My GRE score arrived in the mail yesterday, which means I can start my applications for grad school. I spent some time this morning reviewing Johns Hopkins School of Advanced International Studies, figuring out the difference between the MA and the MAIS. I researched the top International Relations programs in the country and made a mental note of which ones I would apply to. I looked into duel MA/JD programs for the second time; it’s an exciting option but I don’t know if I can handle 4 more years of school or if I need both degrees.
The wheels are set in motion. I’m quitting in June and moving to Shanghai in July. I’ll be completing my grad school and law school applications during my first three months abroad and returning to the States next fall for school. I’d like to get a short-term teaching job in China, look into some volunteer opportunities, and/or spend a few months in an ashram. It’s very Eat Pray Love of me, I know. I want to visit my friends in Hong Kong, Taiwan, and Singapore, explore Laos, Indonesia, Thailand, and Cambodia. I can’t wait to spend my 25th birthday with my family in Shanghai. I want to…
Yet as March turns to April and April to May, I’m plagued by anxieties. A year abroad is not the most practical decision I could make; I could easily spend the next year staying at my current job. But just thinking about doing that depresses me. I’ve given all I can to this paralegal job and taken away just as much from my experience here. I’ve learned so much in the past two years but now I feel like I’m no longer being challenged here. The work days blend together and every task feels like a chore. I’ve done all that I can here. Another year at my current job would not add anything new to my resume or enrich my life in any way.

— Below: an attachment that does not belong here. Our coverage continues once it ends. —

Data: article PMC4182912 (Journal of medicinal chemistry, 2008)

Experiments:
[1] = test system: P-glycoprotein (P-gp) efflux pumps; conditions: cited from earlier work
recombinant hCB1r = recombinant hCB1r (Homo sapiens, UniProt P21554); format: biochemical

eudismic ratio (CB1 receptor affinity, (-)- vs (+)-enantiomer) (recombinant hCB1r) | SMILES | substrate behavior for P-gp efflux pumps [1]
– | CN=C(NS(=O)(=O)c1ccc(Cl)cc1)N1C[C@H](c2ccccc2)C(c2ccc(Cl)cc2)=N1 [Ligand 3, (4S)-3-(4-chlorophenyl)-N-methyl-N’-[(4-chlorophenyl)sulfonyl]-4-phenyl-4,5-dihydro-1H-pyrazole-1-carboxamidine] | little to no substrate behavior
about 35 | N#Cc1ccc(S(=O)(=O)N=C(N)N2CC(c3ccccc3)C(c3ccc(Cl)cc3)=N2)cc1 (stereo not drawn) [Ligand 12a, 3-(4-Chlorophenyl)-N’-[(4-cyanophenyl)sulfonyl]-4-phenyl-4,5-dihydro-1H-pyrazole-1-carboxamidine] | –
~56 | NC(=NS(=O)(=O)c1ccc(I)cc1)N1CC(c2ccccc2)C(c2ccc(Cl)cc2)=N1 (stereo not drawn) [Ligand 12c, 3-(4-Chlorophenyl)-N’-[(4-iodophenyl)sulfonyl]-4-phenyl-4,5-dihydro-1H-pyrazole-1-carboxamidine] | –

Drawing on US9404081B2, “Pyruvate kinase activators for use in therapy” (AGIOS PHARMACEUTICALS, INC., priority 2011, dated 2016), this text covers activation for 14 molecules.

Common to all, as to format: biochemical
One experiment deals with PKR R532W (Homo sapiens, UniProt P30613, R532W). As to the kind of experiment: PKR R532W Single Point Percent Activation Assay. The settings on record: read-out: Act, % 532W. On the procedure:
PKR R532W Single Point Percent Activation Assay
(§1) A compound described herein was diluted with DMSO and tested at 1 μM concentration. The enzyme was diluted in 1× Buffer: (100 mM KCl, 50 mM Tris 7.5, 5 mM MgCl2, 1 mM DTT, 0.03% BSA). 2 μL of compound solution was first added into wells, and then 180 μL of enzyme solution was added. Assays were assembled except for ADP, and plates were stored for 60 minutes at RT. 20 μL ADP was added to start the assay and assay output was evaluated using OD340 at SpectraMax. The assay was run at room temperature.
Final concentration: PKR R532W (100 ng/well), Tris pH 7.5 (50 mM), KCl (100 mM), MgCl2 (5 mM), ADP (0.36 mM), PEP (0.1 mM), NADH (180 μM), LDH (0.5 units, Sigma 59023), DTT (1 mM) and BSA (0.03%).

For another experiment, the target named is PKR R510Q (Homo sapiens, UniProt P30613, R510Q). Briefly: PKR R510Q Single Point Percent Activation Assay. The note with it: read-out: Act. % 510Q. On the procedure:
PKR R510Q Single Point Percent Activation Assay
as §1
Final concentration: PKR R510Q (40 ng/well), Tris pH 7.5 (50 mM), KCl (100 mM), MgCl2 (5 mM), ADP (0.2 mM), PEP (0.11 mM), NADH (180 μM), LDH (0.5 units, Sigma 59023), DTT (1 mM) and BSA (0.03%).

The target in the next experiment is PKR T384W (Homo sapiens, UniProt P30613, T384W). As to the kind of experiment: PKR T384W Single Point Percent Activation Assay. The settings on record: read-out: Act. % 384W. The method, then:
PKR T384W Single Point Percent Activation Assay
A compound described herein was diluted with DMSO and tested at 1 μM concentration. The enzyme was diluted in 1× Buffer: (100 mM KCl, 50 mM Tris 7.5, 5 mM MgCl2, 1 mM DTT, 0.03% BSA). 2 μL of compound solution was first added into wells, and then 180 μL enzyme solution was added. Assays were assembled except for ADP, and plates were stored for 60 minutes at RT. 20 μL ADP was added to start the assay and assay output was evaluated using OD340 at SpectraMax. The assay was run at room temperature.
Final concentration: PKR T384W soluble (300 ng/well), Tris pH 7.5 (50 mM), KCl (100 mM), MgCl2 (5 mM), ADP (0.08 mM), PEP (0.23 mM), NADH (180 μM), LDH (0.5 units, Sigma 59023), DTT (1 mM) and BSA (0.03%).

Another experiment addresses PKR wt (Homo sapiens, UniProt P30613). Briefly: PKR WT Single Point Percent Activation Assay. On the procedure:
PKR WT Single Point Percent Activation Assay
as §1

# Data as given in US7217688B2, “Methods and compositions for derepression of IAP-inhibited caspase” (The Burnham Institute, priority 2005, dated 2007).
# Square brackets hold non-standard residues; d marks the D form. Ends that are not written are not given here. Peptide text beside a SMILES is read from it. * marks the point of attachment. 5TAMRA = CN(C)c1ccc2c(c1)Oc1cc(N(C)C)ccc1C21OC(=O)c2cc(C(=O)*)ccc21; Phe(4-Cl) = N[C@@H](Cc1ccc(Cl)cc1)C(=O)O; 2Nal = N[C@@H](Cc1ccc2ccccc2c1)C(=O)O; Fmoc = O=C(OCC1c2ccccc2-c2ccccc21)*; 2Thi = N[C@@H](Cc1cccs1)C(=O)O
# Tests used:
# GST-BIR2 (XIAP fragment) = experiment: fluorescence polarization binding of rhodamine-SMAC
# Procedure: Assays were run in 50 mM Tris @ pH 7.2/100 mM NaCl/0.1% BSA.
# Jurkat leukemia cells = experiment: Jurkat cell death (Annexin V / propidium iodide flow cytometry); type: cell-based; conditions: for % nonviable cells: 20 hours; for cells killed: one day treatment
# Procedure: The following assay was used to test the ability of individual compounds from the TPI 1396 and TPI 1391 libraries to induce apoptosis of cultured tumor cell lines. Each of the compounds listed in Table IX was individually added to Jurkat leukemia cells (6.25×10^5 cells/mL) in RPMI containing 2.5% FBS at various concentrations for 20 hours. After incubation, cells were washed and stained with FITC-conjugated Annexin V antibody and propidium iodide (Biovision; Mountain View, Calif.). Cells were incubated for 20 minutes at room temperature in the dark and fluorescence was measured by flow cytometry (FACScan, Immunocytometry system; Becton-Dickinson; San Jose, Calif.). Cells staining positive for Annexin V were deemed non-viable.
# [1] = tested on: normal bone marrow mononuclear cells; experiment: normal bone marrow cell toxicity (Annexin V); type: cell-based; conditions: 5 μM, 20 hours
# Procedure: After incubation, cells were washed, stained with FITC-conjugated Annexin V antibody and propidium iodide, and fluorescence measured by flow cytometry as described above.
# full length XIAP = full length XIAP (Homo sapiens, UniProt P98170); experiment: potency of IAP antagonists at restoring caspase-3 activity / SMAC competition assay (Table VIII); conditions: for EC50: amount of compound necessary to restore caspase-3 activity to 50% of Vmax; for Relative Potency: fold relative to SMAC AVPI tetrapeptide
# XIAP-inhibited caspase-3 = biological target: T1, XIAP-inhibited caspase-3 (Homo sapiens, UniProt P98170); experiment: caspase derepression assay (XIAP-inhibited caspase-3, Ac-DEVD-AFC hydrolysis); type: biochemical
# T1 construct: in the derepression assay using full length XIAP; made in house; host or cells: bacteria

Still, there is security and comfort in staying the same course. More than ever, I understand how much courage and determination it took for Santiago to pursue his Personal Legend in The Alchemist. He left the stability of his life, of everything he knew to unearth the treasures he dreamt of at night. He had many opportunities to stay complacent, each more alluring than the last. But he pushed on, pursuing a seemingly ludicrous dream. The journey itself strengthened his character and provided him with the tools he needed for success. I imagine that even if he didn’t ultimately find the treasure, he would not have regretted the journey. If not for this pursuit, he would have remained a shepherd all his life, wondering always if he should have taken more risks.
“Tell your heart that the fear of suffering is worse than the suffering itself. And no heart has ever suffered when it goes in search of its dream.”
I’ve been thinking about how I want to spend the next year everyday for the past 7 months. I’ve turned the decision over and over in my head, considering it from all angles. Every month, I think of one more reason to go and one less reason to stay. The voices of doubt and uncertainty are not mine but others’. It has been difficult, painful even, to try to explain my reasoning to others. I can understand my parents’ concerns but my friends are a different story. I know they are concerned for my best interest but the conversations are no more than interrogations that make me feel trapped and abused. I know their questions come from love, but how presumptuous of them to assume they know what’s best for me. No one has put as much thought into my future as I have (with the possible exception of my parents), and no one knows what makes me happy or what career I want to pursue better than I do.